Date of Award


Degree Type


Degree Name

Doctor of Philosophy (PhD)

Graduate Group

History of Art

First Advisor

André Dombrowski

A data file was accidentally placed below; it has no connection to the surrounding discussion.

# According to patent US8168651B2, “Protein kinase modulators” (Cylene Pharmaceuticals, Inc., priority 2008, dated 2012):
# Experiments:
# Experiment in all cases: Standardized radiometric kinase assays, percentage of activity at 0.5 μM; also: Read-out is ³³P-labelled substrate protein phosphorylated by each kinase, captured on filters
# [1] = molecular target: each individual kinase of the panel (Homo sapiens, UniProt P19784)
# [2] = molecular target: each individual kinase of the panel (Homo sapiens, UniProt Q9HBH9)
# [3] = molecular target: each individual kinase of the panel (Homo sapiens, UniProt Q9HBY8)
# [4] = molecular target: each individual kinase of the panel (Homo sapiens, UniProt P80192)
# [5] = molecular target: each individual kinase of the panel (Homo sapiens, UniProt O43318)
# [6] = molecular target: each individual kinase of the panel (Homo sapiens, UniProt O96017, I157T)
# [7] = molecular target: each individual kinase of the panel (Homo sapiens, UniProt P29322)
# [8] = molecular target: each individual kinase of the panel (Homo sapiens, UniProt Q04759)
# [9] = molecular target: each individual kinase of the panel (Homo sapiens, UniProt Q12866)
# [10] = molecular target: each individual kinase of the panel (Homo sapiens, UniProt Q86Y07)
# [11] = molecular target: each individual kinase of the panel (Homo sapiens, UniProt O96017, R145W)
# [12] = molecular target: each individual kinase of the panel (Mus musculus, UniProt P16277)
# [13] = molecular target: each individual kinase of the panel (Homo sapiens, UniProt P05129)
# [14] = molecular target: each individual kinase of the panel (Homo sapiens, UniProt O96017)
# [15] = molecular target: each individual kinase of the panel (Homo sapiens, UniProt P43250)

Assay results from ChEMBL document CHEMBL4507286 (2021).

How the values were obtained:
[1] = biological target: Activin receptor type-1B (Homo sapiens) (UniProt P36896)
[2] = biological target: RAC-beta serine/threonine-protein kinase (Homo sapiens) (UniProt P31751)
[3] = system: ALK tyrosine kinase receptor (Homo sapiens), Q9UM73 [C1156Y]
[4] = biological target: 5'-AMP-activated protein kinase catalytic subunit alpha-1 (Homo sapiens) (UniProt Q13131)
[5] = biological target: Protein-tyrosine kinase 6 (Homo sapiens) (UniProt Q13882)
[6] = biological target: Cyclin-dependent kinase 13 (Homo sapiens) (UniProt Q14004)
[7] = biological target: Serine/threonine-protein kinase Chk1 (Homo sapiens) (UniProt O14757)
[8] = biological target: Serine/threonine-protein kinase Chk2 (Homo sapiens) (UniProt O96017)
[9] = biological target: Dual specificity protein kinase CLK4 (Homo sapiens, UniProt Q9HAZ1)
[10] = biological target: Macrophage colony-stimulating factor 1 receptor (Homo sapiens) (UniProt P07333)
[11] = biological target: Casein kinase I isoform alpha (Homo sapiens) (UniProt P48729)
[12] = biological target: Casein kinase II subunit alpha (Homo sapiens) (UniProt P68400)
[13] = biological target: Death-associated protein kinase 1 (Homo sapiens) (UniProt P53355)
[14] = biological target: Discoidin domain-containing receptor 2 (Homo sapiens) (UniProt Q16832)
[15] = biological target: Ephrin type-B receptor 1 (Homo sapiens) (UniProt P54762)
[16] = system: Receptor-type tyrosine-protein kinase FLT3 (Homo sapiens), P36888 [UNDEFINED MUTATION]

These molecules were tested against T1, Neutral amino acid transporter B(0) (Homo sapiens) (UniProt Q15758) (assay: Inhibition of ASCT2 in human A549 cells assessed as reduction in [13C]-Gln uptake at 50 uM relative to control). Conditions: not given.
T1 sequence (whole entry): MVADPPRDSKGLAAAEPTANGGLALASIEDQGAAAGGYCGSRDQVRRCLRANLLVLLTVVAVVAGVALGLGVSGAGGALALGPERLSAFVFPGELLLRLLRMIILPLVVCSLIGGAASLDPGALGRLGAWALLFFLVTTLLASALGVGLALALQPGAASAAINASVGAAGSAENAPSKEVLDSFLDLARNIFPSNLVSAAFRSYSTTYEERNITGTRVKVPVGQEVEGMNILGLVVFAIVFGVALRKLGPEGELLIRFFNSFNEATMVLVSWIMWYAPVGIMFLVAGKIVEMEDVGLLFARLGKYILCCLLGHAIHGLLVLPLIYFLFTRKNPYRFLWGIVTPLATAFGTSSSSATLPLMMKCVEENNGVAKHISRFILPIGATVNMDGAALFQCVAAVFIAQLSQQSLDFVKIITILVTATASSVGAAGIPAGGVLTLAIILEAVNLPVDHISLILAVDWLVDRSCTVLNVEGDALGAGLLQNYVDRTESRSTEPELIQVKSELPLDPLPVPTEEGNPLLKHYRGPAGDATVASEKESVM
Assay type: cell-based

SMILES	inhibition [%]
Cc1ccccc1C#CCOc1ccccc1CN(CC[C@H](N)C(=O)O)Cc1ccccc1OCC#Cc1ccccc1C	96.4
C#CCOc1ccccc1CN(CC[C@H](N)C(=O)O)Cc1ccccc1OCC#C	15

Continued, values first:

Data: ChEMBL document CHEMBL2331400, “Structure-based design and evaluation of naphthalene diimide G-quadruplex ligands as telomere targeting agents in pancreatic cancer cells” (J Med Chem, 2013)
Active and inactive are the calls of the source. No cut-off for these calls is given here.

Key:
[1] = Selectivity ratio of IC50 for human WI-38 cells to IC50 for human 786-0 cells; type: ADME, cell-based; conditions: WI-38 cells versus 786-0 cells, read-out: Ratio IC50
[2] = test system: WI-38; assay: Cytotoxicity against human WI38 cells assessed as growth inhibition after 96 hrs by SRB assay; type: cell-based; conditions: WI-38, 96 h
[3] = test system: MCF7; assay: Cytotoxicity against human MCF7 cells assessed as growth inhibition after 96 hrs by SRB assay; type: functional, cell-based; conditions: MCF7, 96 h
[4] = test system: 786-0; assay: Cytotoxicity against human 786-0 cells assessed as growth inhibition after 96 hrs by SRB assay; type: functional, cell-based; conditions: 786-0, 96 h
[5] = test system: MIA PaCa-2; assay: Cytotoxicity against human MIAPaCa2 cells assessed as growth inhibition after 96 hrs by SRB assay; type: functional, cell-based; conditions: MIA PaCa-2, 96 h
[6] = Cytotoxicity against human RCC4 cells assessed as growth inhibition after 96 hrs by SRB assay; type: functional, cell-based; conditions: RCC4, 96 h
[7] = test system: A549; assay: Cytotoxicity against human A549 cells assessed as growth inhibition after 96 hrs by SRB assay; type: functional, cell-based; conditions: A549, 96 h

As a working-class consciousness developed in France in the nineteenth century, the emergent proletariat endeavored to organize itself nationally and internationally for the first time in history. The second half of the century in particular saw an efflorescence of organized labor movements—from the founding of the First International Working Men’s Association in 1864 to the Paris Commune of 1871, the first celebration of International Workers’ Day on May 1, 1891 to the end-of-century strike waves, and finally through the end of the Confédération Générale du Travail’s anarcho-syndicalist regime in the first decades of the twentieth century. In line with the rise of an urban proletariat and its eventual organization, avant-garde artists of the late nineteenth century began making the materials, techniques, and processes of their work newly legible as well; they did so, primarily, by leaving the “work” of their brushes more visible than in centuries prior. As labor began to organize and find forms expression, avant-garde artists took up the new urban working class as a subject of representation. This dissertation asks how modern forms of urban labor and the politics of its organization and resistance came to bear upon conceptions and representations of artistic labor itself. Its investigations span the philosophical underpinnings of Gustave Courbet’s Realism, the politics of the visibility of the Impressionist tache and the socio-political “invisibility” of Paris’s least enfranchised workers, the re-invigoration of the “artist-engagé” type in Maximilien Luce’s Neo-Impressionist visions of construction work, and the aesthetic forms of labor’s resistance in Jules Adler’s fin-de-siècle Naturalism. In carrying out their modernist experimentation on working-class bodies, these artists consistently analogize their own artistic labor while signaling either to the difference or similarity embedded in analogy—identifying the worker as either the “other” or an affiliate. Ultimately, this dissertation argues that avant-garde artists in the second half of the nineteenth century increasingly responded to, and even generated, the progressively public and revolutionary character of labor’s organization.

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